An unexpected glimmer of light

27 February 2014

Jane Harrisby Jane Harris

In one way, today was a bleak day for everyone who cares about disability. The National Audit Office reported that people are waiting 100 days or more to find out if they can get disability benefits.

That means people unlucky enough to get MS or have a stroke or be in a car crash struggle for months to pay for basics like food, housing and electricity.

That is simply unacceptable. The British public wants a disability benefits system that is kind, compassionate and efficient. The current state of affairs doesn’t pass any of those tests.

But in another corner of disability policy, there is some light.

We all know that disabled people are struggling to get care as well as enough income to live. Earlier this year, the Care and Support Alliance (of which we’re a member) released figures that showed almost half a million disabled and older people who would have got care five years ago now receive nothing.

And last month the UK Homecare Association found that only a handful of councils were paying enough for homecare to cover the minimum wage for care workers.

No wonder we’ve seen an increase in shocking 15-minute care visits, which we’ve been protesting about again this week. We simply can’t go on like this without leaving disabled people stranded.

So, where’s the light? Well, this massive problem facing the country has been recognised today in an unexpected source.

The Low Pay Commission has recommended an increase in the national minimum wage (NWM), which is good news for many people working in the care sector — people who deserve more recognition and respect for the amazing work they do day in, day out.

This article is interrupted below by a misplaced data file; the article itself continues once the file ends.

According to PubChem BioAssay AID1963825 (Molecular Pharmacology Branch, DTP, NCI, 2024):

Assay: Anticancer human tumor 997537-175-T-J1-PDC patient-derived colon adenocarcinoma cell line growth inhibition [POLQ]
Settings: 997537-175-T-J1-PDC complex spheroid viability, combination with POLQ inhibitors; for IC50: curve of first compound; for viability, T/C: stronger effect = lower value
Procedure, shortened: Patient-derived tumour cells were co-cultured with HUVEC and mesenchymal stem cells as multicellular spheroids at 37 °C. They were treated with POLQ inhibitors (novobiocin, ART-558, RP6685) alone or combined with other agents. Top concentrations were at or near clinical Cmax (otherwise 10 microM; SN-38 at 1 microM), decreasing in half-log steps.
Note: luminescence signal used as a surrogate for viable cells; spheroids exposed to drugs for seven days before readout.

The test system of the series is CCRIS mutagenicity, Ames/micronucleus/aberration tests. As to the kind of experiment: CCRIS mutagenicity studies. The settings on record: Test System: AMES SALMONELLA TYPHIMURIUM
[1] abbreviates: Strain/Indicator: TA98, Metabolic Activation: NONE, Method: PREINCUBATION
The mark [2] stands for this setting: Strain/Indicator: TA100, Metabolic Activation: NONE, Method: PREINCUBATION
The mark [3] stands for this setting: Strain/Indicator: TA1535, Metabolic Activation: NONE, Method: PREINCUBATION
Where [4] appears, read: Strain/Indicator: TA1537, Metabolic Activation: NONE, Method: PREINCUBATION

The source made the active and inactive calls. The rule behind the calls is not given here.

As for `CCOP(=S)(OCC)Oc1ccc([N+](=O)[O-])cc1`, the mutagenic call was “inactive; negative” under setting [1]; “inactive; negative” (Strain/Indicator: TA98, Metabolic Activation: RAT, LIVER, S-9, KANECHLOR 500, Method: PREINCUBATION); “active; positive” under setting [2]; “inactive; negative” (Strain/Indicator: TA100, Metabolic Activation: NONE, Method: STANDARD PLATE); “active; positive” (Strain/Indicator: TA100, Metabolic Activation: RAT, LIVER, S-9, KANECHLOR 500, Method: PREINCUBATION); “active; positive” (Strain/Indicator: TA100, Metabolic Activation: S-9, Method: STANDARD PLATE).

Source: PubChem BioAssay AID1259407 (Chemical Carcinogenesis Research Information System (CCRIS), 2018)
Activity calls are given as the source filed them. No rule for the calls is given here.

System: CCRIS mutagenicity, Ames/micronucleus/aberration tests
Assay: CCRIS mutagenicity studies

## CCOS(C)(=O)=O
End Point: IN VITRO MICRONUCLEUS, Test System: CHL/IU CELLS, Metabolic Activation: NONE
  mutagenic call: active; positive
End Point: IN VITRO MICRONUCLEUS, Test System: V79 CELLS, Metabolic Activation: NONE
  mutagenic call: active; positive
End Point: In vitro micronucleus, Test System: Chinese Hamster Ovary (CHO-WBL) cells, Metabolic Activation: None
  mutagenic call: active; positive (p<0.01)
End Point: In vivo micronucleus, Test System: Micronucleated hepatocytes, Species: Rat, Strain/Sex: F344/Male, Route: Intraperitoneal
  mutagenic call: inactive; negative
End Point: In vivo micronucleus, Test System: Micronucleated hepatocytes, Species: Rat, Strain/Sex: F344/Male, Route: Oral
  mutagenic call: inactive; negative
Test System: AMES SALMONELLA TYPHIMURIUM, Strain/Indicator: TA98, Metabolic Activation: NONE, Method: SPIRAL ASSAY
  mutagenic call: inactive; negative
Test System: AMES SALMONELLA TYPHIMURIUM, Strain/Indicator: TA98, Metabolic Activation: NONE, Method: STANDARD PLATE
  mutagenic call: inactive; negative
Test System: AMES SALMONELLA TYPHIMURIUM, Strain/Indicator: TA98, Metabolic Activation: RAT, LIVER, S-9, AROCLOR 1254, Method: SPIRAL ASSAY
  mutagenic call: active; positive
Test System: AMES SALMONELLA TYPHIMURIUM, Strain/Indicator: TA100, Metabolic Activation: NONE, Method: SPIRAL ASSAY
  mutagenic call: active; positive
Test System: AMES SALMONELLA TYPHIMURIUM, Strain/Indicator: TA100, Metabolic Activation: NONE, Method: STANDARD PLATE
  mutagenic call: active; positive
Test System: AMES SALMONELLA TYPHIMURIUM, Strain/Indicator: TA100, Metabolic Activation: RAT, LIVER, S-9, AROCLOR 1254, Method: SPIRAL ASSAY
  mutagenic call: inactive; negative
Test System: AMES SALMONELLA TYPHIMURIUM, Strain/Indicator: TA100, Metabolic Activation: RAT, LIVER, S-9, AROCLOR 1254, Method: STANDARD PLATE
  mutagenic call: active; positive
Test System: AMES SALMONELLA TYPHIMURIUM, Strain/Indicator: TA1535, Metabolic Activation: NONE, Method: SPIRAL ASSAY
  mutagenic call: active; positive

And what’s more, they recognised that the government needs to spend more on care to give care workers better pay. It won’t be possible to increase wages without this extra funding. Or as they put it:

‘We are concerned about the extra pressure the increase will place on the largely government-funded care sectors. We urge the government to ensure funding is available to meet the extra pressure the NMW rise will place on the care sectors.’

Ultimately, we need both benefits and care systems that we would be happy to rely on ourselves.

We need politicians, journalists, benefits assessors, civil servants — everyone involved — to adopt what the philosopher John Rawls called a ‘veil of ignorance’. They need to imagine themselves in need of care and disability benefits just to do the basics in life: to get out of bed, have a cup of tea, go to the loo, or travel to see friends.

If we all do that now — if we all imagine ourselves needing help to do the basics in life — can we really say the current state of disability benefits and care in the UK is fair?

If you want fairer, better care for disabled people, send a message to your MP now.

Jane Harris is managing director of campaigns and engagement at Leonard Cheshire Disability. She tweets at @jane_harris77.

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